Empowering the Freelance Economy

Why AI-skilled IT veterans could have an edge over other candidates

Experienced IT contractors could help staff adopt to AI integration and also collaborate with younger IT staff for mutual beneficial training initiatives.
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Experienced IT contractors aged 50 and above could have an advantage over other candidates if they are swift to embrace the latest AI applications. Here’s why.

A recent report by Cognizant Technology Solutions found that 40% of CIOs believe that AI will have a significant impact on their IT workforce over the next three years. While this may seem daunting for some, it also presents a unique opportunity for IT contractors who have had more than 20 years of experience.

By embracing AI, these individuals can gain a competitive edge in the market, and use their years of experience with data systems integration and training to help the wider workforce adopt new technologies and work in a data-driven environment. This could especially be the case for hiring companies in media, investment management, consumer and retail, all of which are ramping up spending at more than twice the rate of last year. Other sectors such as medical research and construction are also seeing big spending and use of AI tools for workflows.

IT contractors with 20 years of experience and AI skills arguably could hold a significant advantage over those with 10 years or less experience. However, it’s important to note that experience and AI skills are not the only factors that determine success. Passion, a positive attitude, and strong communication skills are also crucial. Additionally, young, talented professionals with relevant AI expertise can still be valuable assets to a team, especially when paired with experienced mentors.

However, Google contractors, for example, that are training and verifying correct data on the actual AI language models are finding development testing highly stressful and at low pay, according to reports.

Experience + AI: what’s it worth?

Deeper understanding of IT systems and processes: With 20 years under their belt, these contractors have seen the evolution of IT infrastructure, software development methodologies, and security practices. This broader perspective allows them to approach problems from different angles, identify potential pitfalls, and implement solutions that are more robust and future-proof.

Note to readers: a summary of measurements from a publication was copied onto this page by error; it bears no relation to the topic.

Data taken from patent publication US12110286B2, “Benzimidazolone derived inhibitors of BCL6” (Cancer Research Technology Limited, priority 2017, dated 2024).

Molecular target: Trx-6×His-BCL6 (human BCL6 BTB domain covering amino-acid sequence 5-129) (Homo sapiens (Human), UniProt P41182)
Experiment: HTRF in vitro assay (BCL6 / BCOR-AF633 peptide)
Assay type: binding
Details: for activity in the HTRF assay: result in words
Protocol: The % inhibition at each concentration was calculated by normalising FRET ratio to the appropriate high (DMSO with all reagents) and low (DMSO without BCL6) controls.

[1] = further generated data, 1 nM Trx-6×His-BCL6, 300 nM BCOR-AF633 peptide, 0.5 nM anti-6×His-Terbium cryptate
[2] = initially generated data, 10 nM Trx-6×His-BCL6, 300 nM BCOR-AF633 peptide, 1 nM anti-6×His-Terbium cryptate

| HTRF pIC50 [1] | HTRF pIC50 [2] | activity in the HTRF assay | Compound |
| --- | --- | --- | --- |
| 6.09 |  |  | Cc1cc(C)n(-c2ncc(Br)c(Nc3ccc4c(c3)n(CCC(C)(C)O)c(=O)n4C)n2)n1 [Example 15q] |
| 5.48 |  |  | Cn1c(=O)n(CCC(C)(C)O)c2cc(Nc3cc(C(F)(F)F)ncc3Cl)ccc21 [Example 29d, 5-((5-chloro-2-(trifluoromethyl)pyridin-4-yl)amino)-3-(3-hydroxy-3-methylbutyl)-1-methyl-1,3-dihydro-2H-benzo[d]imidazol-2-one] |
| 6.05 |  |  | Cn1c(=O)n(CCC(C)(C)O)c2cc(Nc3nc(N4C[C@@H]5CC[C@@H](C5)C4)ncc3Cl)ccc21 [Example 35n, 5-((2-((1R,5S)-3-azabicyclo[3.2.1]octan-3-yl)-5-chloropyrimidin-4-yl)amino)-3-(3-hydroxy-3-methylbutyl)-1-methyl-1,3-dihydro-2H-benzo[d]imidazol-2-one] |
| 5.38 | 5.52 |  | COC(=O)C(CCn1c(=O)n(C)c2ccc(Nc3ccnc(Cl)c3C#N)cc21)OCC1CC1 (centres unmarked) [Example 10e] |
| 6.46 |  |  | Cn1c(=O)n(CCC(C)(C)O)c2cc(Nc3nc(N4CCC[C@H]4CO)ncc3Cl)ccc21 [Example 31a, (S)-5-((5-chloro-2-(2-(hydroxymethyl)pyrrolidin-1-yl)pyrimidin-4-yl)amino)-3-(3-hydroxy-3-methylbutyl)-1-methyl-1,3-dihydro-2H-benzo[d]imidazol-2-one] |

Specialised knowledge of AI: On top of their general IT expertise, experienced contractors have acquired specific knowledge of AI technologies like machine learning, natural language processing, and computer vision. This enables them to apply AI solutions to real-world problems, develop AI-powered applications, and integrate AI with existing systems.

Proven track record of success: 20 years of experience means a long list of successful projects and satisfied clients. This track record speaks volumes about the contractor’s ability to deliver results, manage complex projects, and overcome unforeseen challenges.

Problem-solving and critical thinking skills: Years of experience hone critical thinking and problem-solving skills to a razor’s edge. These contractors can quickly analyse complex situations, identify the root cause of issues, and devise innovative solutions that are not readily apparent to someone with less experience.

Leadership and mentoring skills: With experience comes wisdom, and these senior contractors can mentor and guide junior colleagues. They can foster a collaborative team environment, share their knowledge, and help develop the next generation of IT professionals.

Higher demand and compensation: The combination of experience and AI skills makes these contractors highly sought-after by companies looking to leverage AI for competitive advantage. This translates to higher demand and potentially higher compensation compared to less experienced candidates.

AI audits: they’re here!

In addition to AI integration into companies, IT contractors with sector knowledge may also be called in to handle AI bias intervention via third-party AI audits. Reputational risk and biased AI or online hiring tools are under fire in the US, for example, where companies are being taken to court for suspected biased AI-based hiring practices.

In a Law.com report, it was reported California is the one jurisdiction employers are most concerned about. “That is the No. 1 state they’re looking at,” said Niloy Ray, a Littler Mendelson shareholder and member of its AI in human resource decisions practice.